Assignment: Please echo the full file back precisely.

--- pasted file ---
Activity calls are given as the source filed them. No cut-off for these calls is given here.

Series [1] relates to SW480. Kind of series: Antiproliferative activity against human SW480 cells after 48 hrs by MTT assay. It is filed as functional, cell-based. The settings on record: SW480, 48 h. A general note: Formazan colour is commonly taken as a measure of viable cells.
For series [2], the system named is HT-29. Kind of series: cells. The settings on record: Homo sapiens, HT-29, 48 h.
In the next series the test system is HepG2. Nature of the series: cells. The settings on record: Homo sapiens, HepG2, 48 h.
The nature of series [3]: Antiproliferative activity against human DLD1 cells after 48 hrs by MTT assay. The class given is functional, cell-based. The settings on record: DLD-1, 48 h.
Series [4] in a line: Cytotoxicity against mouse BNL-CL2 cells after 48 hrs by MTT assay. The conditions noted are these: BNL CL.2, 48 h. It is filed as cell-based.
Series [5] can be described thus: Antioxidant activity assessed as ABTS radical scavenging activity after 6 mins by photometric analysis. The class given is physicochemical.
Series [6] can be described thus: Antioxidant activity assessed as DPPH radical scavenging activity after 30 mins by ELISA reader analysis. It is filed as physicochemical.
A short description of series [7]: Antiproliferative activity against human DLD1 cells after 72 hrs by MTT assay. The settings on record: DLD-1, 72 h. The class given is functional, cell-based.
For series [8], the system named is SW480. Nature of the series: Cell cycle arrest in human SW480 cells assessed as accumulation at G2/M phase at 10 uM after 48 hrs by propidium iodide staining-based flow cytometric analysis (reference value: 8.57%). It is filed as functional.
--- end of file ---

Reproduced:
Activity calls are given as the source filed them. No cut-off for these calls is given here.

Series [1] relates to SW480. Kind of series: Antiproliferative activity against human SW480 cells after 48 hrs by MTT assay. It is filed as functional, cell-based. The settings on record: SW480, 48 h. A general note: Formazan colour is commonly taken as a measure of viable cells.
For series [2], the system named is HT-29. Kind of series: cells. The settings on record: Homo sapiens, HT-29, 48 h.
In the next series the test system is HepG2. Nature of the series: cells. The settings on record: Homo sapiens, HepG2, 48 h.
The nature of series [3]: Antiproliferative activity against human DLD1 cells after 48 hrs by MTT assay. The class given is functional, cell-based. The settings on record: DLD-1, 48 h.
Series [4] in a line: Cytotoxicity against mouse BNL-CL2 cells after 48 hrs by MTT assay. The conditions noted are these: BNL CL.2, 48 h. It is filed as cell-based.
Series [5] can be described thus: Antioxidant activity assessed as ABTS radical scavenging activity after 6 mins by photometric analysis. The class given is physicochemical.
Series [6] can be described thus: Antioxidant activity assessed as DPPH radical scavenging activity after 30 mins by ELISA reader analysis. It is filed as physicochemical.
A short description of series [7]: Antiproliferative activity against human DLD1 cells after 72 hrs by MTT assay. The settings on record: DLD-1, 72 h. The class given is functional, cell-based.
For series [8], the system named is SW480. Nature of the series: Cell cycle arrest in human SW480 cells assessed as accumulation at G2/M phase at 10 uM after 48 hrs by propidium iodide staining-based flow cytometric analysis (reference value: 8.57%). It is filed as functional.